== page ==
In the book of first Samuel, the children of Israel did not always listen to God.  God spoke to them through the judge Samuel. In the Old Testament that is the way it worked. People did not have the spirit of God working in them and so often they did not recognize God’s workings. When they were frustrated by the Philistines attacks on them they went to Samuel for help:

8 And the children of Israel said to Samuel, Cease not to cry unto the Lord our God for us, that he will save us out of the hand of the Philistines. I Samuel 7:8

Samuel spoke the word to them and sometimes they listened and carried out what was necessary to defeat the enemy.  When they succeeded in thwarting the Philistines, Samuel set up a monument and called it Eben-ezer or ‘stone of help’ as a reminder of what God can do for his people. Reminders are always good if we want to pay attention to them.

The word ‘incline’ means to stretch out, extend or bend.  There is some effort involved in getting to know God’s words. God’s victories just don’t drop out of the sky. However, his words energize the right actions in our hearts to apply to any situation.

In I Samuel 8:4-8, Israel decided they needed something else other than a judge (oops) to rule over Israel. They decided they wanted a king like all the nations around them:

4 Then all the elders of Israel gathered themselves together, and came to Samuel unto Ramah, 5 And said unto him, Behold, thou art old, and thy sons walk not in thy ways: now make us a king to judge us like all the nations. 6 But the thing displeased Samuel, when they said, Give us a king to judge us. And Samuel prayed unto the Lord. 7 And the Lord said unto Samuel, Hearken unto the voice of the people in all that they say unto thee: for they have not rejected thee, but they have rejected me, that I should not reign over them 8 According to all the works which they have done since the day that I brought them up out of Egypt even unto this day, wherewith they have forsaken me, and served other gods, so do they also unto thee.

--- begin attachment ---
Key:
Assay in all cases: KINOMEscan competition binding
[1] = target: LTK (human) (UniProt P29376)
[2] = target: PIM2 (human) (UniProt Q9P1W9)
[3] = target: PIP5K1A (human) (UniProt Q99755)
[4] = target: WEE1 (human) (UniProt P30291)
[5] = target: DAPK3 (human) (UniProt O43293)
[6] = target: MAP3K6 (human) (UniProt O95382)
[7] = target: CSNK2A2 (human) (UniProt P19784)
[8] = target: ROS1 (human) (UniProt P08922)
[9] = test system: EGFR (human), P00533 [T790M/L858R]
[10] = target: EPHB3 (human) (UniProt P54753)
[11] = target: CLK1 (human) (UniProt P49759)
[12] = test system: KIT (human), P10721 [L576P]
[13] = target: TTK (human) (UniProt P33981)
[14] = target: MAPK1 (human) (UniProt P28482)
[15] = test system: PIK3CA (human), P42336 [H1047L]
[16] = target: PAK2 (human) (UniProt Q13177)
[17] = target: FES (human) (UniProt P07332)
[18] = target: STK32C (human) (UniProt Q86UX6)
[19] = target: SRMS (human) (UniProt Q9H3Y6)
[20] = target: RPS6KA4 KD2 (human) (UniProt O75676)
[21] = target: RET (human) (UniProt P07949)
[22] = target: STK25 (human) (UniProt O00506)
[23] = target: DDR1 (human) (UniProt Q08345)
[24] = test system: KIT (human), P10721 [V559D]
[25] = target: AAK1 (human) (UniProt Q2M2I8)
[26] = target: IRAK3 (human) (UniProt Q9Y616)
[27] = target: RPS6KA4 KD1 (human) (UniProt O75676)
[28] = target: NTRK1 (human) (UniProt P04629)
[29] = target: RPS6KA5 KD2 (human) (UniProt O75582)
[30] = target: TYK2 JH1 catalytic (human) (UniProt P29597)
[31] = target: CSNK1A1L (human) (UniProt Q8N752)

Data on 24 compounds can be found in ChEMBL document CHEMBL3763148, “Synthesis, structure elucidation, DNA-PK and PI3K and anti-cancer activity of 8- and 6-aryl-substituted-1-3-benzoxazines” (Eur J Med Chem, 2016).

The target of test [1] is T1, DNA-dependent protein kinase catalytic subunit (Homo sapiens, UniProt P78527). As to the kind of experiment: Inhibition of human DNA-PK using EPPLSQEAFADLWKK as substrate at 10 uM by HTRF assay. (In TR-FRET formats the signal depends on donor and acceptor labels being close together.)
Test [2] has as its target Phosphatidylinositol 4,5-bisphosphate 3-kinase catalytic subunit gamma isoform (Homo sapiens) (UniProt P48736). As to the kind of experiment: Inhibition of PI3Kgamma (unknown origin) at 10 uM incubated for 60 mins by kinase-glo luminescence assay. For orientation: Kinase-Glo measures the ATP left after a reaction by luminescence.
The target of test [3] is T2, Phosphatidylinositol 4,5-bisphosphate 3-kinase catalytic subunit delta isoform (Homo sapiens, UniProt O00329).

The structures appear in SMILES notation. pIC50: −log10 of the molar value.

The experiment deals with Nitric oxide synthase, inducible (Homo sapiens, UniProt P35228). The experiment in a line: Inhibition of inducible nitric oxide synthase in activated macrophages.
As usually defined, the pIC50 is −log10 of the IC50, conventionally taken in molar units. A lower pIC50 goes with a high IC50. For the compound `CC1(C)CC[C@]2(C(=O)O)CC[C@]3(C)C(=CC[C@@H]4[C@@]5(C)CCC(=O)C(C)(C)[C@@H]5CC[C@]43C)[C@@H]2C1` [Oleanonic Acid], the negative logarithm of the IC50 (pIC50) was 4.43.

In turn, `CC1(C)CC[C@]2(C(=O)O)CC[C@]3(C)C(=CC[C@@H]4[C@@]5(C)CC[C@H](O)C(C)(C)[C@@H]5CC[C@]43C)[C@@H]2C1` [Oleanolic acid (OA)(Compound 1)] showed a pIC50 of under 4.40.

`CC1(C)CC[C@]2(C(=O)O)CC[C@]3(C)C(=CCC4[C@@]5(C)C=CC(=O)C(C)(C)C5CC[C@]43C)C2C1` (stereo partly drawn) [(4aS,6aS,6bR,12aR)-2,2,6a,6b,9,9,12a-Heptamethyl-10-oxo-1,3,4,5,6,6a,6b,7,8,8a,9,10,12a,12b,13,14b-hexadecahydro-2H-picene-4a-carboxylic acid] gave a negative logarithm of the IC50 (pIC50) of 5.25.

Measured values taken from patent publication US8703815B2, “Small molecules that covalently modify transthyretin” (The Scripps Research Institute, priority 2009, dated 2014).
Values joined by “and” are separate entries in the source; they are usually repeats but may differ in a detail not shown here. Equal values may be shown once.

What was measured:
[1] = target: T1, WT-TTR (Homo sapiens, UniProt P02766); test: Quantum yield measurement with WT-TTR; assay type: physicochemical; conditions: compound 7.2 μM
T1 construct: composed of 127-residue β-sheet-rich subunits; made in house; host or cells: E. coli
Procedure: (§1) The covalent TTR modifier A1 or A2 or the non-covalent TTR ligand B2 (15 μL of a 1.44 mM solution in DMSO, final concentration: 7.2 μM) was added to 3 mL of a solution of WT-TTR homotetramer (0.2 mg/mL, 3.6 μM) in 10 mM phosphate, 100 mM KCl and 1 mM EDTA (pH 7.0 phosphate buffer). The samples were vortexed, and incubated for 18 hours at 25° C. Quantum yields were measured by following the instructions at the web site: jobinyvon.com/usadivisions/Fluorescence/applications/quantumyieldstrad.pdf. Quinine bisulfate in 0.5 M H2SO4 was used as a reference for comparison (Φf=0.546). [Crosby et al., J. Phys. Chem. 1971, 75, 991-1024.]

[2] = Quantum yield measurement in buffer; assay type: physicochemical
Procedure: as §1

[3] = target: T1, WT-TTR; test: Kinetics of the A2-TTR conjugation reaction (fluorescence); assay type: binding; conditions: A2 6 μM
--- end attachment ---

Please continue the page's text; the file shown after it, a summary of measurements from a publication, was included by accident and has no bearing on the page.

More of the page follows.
Under the new agreement with God in the New Testament we have the Lord Jesus Christ as our Lord.  We are connected to him via the spirit. He isn’t literally seated at the right hand of God, he is figuratively at the right hand of God. ‘Figuratively’ is a metaphor to make a point.  He literally is the Lord of the people called out in Christ. He is not just sitting up high on some cloud waiting for some future event. He is God’s right-hand man. He is at work in us, with us and among us. He is building his church, but his church is not a building made out of mortar and brick. It’s the group people who love God. It is his church (singular).

When Israel followed the examples of the cultures around them and acquired a king, they rejected God. Today we push aside the gods of the culture (and there are many) to follow Jesus Christ, through the Word and with the connection line of the gift of holy spirit. That is the way God has set it up. To understand how this works we need to attend and incline our ears to God’s Word. We have all the resources to do that.